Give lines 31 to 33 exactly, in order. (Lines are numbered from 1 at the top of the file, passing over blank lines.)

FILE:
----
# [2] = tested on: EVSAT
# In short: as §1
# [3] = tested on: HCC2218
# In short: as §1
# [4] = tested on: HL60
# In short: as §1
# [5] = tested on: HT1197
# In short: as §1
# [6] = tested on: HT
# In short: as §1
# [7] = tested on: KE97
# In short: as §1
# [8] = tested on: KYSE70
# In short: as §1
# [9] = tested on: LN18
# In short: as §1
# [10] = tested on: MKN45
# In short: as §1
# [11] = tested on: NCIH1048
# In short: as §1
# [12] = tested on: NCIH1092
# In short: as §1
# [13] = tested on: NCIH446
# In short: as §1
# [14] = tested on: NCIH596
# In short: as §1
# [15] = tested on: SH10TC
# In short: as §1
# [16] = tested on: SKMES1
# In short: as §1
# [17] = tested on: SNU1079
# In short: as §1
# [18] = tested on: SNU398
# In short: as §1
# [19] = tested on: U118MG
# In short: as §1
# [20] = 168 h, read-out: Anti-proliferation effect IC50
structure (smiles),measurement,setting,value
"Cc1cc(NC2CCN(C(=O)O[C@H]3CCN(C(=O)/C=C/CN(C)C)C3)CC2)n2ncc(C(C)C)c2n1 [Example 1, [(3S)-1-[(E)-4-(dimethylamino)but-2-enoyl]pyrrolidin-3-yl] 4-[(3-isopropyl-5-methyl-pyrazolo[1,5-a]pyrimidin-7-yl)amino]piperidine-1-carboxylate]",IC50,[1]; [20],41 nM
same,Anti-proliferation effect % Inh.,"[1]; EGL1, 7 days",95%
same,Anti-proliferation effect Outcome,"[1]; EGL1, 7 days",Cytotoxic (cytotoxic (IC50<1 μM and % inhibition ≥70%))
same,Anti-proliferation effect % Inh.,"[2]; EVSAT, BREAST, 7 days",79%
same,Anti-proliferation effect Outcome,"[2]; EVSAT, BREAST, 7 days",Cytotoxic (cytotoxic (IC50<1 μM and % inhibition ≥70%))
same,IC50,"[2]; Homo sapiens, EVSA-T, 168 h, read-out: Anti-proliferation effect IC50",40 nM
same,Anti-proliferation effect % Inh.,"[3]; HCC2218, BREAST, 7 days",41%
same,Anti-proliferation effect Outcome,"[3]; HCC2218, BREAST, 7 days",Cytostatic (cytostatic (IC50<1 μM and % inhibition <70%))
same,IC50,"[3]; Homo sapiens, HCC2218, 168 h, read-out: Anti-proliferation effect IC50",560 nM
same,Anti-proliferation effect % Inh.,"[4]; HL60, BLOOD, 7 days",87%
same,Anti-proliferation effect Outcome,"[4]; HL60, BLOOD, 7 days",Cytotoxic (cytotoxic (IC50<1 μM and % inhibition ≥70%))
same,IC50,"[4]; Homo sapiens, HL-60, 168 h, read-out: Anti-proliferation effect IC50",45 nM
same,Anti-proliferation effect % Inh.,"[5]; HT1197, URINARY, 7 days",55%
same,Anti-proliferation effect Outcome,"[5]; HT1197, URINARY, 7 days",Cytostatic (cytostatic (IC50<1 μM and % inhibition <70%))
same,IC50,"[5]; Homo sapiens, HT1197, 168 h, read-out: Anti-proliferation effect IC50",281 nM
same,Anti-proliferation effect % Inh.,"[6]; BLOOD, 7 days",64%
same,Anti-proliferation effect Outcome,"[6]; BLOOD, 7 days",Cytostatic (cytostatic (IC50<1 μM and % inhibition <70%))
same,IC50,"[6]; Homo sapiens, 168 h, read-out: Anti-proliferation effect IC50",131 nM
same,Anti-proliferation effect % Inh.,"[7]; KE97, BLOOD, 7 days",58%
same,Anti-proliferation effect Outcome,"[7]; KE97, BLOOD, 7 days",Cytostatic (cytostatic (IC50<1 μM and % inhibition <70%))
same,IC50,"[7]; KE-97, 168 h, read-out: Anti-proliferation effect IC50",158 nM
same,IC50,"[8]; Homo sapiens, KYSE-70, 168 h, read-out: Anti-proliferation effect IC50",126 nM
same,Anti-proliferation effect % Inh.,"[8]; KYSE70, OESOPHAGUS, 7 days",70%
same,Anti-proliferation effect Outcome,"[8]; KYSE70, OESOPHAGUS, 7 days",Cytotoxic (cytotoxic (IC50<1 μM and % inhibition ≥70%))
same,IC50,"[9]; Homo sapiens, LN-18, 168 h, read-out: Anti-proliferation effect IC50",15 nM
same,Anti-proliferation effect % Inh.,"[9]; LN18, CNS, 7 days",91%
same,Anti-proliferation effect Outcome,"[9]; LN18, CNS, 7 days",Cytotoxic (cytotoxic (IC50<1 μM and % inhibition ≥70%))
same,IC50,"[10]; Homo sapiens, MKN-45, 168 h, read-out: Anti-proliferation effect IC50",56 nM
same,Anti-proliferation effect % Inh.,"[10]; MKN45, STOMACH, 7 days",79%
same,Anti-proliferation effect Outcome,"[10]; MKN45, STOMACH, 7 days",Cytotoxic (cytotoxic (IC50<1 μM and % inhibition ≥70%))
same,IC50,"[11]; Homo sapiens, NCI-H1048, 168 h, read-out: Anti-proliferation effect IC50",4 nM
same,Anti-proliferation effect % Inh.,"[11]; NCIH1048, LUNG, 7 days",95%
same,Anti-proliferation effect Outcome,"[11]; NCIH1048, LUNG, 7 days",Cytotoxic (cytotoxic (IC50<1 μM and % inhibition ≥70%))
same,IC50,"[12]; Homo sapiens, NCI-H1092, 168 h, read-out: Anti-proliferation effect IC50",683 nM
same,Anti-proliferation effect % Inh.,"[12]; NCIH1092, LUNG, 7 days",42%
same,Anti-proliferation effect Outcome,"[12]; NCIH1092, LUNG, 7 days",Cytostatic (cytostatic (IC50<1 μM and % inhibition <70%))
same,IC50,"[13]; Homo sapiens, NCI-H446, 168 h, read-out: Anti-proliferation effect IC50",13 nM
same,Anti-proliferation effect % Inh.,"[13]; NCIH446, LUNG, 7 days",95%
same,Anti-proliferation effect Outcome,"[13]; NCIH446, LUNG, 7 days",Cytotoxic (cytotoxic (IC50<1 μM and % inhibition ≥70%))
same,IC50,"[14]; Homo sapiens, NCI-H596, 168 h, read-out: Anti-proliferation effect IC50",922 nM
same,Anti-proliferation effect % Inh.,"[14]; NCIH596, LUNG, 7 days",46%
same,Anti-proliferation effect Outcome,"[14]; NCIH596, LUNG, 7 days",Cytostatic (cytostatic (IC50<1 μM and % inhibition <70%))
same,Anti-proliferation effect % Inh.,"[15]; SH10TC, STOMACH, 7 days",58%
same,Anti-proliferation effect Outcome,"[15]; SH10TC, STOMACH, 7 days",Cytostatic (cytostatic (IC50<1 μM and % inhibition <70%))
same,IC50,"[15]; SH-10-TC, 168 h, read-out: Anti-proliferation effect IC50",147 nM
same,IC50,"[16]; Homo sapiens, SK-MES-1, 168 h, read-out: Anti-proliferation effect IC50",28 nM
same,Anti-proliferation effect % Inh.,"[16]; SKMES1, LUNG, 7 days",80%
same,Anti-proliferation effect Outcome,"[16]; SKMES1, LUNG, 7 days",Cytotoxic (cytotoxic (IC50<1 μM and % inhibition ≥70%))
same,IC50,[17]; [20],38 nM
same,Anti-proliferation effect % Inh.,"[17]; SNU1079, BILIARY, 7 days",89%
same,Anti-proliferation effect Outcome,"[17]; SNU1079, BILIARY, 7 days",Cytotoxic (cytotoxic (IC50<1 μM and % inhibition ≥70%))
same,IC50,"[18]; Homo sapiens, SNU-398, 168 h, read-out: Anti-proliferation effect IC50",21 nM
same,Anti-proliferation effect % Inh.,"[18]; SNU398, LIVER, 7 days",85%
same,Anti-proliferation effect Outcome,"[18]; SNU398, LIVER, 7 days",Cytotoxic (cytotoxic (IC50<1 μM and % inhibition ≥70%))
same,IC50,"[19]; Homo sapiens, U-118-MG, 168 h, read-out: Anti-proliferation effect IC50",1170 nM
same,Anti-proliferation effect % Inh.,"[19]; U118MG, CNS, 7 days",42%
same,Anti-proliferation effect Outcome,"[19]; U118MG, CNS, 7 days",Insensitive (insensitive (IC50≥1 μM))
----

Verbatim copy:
# [17] = tested on: SNU1079
# In short: as §1
# [18] = tested on: SNU398